The resurgent Trail Blazers have finally lost their first game on a gut-check road trip. At least they seemed to avoid further injury as their winning streak comes to a close.
Portland fell to the Atlanta Hawks 123-114 on Monday at State Farm Arena, ultimately failing to keep pace with the home team's red-hot shooting from beyond the arc. The loss pushes the seventh-place Blazers to 36-29, still within a game of both the Los Angeles Lakers and Dallas Mavericks in the standings.
Damian Lillard put forth another MVP-caliber effort, dropping 33 points and eight assists on just 19 field goal attempts – all in the first three quarters – to help his team largely stay within striking distance. He again exhibited verve and burst athletically that was lacking for most of April, physical wear and tear that was the result of several nagging injuries.
Rip City held its collective breath on two different occasions Monday, when Lillard tweaked his shooting elbow in the first half and had his foot stepped on midway through the fourth quarter – contact that caused him to immediately grab at his ankle and call for assistance from team trainers. Lillard, thankfully, didn't suffer a serious injury; he was able to stay in the game after a TV timeout.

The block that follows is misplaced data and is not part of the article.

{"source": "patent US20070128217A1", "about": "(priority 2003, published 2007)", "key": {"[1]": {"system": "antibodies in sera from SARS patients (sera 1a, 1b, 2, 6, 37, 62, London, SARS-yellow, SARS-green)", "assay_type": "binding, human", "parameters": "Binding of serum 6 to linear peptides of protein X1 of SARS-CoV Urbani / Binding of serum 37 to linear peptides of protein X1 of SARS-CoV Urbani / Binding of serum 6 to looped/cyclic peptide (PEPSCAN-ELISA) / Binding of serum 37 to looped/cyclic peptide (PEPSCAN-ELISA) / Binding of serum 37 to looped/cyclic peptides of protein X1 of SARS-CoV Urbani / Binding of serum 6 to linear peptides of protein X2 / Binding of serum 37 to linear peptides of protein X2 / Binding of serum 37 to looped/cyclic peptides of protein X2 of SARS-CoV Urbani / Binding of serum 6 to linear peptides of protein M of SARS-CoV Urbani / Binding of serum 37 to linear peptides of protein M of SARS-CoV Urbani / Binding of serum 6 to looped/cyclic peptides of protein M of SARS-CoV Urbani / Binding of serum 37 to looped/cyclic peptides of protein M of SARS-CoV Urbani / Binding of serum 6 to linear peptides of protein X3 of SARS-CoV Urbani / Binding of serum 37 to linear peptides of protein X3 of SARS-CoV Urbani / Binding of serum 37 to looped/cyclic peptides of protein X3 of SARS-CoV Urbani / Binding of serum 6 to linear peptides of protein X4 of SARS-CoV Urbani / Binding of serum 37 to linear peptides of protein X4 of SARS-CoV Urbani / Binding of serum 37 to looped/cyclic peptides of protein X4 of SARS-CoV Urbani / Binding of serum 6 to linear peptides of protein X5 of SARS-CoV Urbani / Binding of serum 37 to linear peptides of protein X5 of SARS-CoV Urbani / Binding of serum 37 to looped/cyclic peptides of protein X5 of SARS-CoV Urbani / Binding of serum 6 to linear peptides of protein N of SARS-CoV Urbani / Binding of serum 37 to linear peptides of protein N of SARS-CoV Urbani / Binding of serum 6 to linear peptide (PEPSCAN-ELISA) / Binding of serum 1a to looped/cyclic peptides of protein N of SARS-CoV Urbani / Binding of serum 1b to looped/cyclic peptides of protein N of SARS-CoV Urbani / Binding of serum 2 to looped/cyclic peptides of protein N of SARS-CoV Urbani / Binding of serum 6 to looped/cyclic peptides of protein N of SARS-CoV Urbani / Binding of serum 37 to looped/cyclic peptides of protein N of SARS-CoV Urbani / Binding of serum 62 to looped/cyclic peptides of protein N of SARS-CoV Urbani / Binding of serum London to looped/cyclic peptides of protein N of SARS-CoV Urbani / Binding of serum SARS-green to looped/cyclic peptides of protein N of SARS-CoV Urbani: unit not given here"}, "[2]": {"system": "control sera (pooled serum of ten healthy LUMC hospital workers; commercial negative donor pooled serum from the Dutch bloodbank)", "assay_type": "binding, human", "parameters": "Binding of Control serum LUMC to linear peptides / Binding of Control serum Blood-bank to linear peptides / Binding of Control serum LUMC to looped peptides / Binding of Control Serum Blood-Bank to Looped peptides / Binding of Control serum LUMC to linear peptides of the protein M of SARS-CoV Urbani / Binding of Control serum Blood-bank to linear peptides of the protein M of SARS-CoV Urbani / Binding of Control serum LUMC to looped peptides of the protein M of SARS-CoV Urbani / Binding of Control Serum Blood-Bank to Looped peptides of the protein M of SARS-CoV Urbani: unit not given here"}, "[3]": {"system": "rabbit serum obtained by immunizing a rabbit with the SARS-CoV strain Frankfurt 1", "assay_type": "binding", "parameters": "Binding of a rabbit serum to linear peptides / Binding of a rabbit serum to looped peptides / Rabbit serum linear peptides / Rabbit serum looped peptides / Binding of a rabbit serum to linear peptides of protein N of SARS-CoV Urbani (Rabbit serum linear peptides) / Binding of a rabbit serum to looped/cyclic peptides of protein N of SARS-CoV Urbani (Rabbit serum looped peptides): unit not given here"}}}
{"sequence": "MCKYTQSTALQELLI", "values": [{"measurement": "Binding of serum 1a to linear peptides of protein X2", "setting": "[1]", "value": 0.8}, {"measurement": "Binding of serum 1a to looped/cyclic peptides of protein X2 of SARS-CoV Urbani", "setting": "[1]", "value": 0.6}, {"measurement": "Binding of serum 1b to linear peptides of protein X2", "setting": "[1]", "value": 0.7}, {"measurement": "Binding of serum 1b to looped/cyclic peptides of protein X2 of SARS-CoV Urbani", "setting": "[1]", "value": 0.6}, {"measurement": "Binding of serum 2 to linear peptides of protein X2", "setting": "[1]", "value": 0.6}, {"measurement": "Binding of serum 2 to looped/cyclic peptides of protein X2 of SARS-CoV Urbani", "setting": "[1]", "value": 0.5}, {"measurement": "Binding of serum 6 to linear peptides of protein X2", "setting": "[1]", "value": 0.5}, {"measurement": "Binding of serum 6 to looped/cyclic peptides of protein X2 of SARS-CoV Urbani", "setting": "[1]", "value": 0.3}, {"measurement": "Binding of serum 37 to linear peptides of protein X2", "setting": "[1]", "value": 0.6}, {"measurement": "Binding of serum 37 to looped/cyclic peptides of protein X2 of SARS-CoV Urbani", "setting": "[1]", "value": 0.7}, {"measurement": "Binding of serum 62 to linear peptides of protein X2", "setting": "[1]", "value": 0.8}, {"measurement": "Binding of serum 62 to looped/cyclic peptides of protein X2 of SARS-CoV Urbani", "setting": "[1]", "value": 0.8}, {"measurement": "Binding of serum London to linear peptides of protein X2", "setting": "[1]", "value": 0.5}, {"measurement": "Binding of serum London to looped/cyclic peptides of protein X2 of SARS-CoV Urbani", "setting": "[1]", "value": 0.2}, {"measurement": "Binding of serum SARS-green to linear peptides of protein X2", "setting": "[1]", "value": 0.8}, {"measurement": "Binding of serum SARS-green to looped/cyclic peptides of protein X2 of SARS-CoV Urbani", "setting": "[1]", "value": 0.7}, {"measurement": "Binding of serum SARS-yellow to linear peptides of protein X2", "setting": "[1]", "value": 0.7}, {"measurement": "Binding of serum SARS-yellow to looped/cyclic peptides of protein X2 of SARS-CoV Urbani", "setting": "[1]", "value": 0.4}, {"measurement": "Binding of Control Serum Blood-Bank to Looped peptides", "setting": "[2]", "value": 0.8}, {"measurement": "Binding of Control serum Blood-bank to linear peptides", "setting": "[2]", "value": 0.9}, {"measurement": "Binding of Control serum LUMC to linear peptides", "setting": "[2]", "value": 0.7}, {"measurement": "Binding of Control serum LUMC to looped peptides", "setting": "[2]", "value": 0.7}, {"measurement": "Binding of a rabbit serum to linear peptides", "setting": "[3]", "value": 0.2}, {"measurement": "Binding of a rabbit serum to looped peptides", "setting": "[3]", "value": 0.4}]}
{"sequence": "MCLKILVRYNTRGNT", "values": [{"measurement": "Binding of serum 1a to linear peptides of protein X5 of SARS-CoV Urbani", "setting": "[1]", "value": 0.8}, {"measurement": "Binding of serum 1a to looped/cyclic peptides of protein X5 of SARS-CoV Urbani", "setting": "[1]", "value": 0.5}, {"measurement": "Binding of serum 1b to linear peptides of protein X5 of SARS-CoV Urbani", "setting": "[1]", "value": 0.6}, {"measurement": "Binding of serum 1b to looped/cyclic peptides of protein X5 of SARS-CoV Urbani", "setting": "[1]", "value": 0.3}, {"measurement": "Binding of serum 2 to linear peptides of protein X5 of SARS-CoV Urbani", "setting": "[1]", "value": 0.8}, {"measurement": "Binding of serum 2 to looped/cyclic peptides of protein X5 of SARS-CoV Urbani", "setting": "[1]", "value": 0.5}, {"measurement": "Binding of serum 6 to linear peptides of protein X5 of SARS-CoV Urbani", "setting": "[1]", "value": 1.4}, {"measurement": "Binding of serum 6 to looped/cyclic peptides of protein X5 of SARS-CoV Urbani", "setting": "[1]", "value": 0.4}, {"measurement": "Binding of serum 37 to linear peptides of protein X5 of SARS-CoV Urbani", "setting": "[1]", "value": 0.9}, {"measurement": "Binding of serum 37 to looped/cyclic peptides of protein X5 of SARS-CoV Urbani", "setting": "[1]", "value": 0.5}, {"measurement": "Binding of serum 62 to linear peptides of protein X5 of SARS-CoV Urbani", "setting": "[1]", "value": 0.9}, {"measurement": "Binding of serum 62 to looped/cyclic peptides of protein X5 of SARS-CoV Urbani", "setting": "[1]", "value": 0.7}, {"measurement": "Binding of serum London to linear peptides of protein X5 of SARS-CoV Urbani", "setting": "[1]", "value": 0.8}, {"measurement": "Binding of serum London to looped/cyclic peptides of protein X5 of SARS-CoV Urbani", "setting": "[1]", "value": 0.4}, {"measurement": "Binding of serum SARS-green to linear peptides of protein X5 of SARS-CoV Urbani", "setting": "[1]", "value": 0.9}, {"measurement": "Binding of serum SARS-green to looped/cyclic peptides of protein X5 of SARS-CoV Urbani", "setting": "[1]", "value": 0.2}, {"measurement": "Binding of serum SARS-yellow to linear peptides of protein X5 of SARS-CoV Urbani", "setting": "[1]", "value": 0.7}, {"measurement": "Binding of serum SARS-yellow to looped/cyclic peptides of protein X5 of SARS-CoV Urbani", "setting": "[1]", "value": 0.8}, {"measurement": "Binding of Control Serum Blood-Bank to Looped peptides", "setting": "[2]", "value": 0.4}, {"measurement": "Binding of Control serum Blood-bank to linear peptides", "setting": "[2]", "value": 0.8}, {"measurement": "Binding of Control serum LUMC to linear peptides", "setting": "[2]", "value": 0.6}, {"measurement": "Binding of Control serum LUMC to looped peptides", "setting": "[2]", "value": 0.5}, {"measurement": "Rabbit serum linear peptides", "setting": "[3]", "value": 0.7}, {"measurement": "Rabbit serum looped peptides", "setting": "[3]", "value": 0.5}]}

Why Terry Stotts left his most indispensable player on the floor as Portland trailed by 15 with barely six minutes left is anyone's guess. In that vein, it's a good thing Atlanta quickly scored the next five points, causing Stotts to wave the white flag and empty the Blazers' bench early.
C.J. McCollum added 20 points for Portland, but absent his recent efficiency. Norman Powell had 15 points on 14 shots, never quite getting it going after a promising start. Carmelo Anthony scored 15 points off the bench, four of them coming in historic fashion when he was fouled on a made three-pointer, passing Elvin Hayes for tenth on the NBA's all-time scoring list.
That triple was one of 17 for the Blazers, who shot a stellar 41.5 percent from three. The problem is that the Hawks went 20-of-41 from three, with Bogdan Bogdanovic and Danillo Gallinari knocking down seven each – the majority of which came off direct passes or initial action from Trae Young.
Portland proved helpless to contain Atlanta's franchise point guard off the dribble, letting him regularly crease the paint, draw help defenders and make the right pass from there. The Blazers' effort and intensity defensively occasionally waned on the second leg of a back-to-back, but rough individual defense at the point of attack was the bigger reason for their inability to string together stops.
Winning this game was always unlikely. Portland provided plenty of reason for optimism, too, most significantly strong performances from Lillard and Jusuf Nurkic. As long as pain in Lillard's left foot doesn't linger, a hard-fought loss to a quality foe like Atlanta could very well be a blip in the Blazers' late-season turnaround.